I have to agree.....you got into your dream school! ENJOY! You can analyze and question all you want, but there is no point. They may not have needed your "type" for whatever reason. I'm not so sure the validation you are looking for will be found in this career choice. It is just too subjective. Best of luck and congrats on getting into your first choice school. You are a most fortunate young man.
  • nick21792nick21792 Registered User Posts: 46 Junior Member
    Thanks, I am (overly) reassured now...guess everyone thought I was going to walk away from a great opportunity because of a couple of rejections. Not the case at all. It was just a question rolling around in my mind...

    Hope it helps other people too...this is a stressful time of waiting!
  • MichaelNKatMichaelNKat Registered User Posts: 4,298 Senior Member
    Ah c'mon, guys, give Nick a break. Here's a 17 or 18 year old kid who was posting nothing more than that his confidence was shaken by the rejections and was honest in admitting to his insecurities and everyone is coming down on him like a ton of bricks. He never once stated that he was unappreciative of the acceptance he received and to the contrary expressed his immense appreciation of it and yet he's going to be called a whiner and told that he is holding himself out in a bad light because of his candor about his insecurities. It's perfectly natural for someone who does not have a deep and broad foundation of experience to draw upon to have their confidence shaken in circumstances such as these and to even wonder if a "first time" success right "out of the box" was some kind of fluke, a 1 time event, and that the subsequent failures are more reflective of who they are and what to expect in the future. Happens all the time and not just in the world of theater. Call Nick inexperienced or even naive but a "whiner", that's unwarranted.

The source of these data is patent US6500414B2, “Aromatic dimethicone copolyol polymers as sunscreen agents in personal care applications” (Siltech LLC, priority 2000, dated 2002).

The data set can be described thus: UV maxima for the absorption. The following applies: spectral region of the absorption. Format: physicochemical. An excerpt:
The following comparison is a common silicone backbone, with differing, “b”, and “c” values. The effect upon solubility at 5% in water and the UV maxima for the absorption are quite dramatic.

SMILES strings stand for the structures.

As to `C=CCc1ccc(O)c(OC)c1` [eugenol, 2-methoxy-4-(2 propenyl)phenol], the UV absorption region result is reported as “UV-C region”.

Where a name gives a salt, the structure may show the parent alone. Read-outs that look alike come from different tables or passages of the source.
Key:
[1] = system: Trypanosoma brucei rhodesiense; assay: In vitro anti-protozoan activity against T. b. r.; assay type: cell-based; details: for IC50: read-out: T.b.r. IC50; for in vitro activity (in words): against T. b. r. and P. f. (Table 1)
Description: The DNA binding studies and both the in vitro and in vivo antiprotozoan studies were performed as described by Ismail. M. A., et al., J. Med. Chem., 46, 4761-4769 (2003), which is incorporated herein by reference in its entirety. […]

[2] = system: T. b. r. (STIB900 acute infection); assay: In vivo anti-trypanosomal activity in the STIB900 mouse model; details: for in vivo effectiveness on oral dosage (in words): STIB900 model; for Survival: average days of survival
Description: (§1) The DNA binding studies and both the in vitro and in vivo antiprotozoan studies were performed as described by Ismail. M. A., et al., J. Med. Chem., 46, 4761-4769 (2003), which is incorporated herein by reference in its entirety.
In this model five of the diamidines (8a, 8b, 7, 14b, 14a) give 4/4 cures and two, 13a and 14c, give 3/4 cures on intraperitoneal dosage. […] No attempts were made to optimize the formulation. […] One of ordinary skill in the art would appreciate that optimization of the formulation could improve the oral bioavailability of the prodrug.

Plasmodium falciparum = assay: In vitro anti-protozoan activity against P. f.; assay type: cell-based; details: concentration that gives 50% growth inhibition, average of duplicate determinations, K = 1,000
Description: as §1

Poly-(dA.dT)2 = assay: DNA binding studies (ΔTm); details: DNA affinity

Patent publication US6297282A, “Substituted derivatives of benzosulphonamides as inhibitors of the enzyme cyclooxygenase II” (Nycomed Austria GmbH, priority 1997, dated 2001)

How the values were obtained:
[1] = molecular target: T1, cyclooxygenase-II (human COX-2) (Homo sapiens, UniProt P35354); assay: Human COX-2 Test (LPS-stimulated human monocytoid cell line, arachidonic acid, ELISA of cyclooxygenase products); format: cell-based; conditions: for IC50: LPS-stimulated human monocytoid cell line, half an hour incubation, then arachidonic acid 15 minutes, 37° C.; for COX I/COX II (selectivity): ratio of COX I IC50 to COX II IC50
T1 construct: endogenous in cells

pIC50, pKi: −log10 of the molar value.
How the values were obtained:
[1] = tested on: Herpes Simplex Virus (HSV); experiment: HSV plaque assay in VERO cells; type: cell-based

To be "glad" Nick was rejected from the other schools is not only uncharitable but presumptuous and myopic. There are many reasons that a student accepted to a "dream school" would continue to audition, not the least of which is to see whether an acceptance comes in from another school that may offer a better financial package that results in a revaluation of where to attend. The other schools may offer other attributes that make them highly ranked contenders with the "dream school" and a student may not want to make a final decision until all the results are in. Other than students who apply ED, I'm hard pressed to think of any student I've encountered who once having received an acceptance from a "dream school" cancelled all their remaining auditions. To the contrary, all of the students I've encountered played out all of their auditions even though they had in hand an acceptance to a school they would be delighted to attend. More over, Nick's continuation with his auditions, if he is accepted anywhere else, will in all likelihood have little or no impact on anyone else's acceptance odds. With few exceptions, schools accept more students than they expect to attend because they know students may get more than one acceptance and decide to attend elsewhere. The odds of Nick's acceptance at another school squeezing out someone else are probably pretty low due to the acceptance/yield ratio and is certainly hypothetical. Furthermore, in a given regional area and among schools that draw a national pool, there is all sorts of "cross pollination" among students who are auditioning at various schools. There is a substantial likelihood that there will be other students accepted elsewhere who audition at other of Nick's schools. Should they all withdraw from their other auditions? I would focus more on preparing for my own auditions than worrying about whether I was auditioning against someone who has an acceptance somewhere else.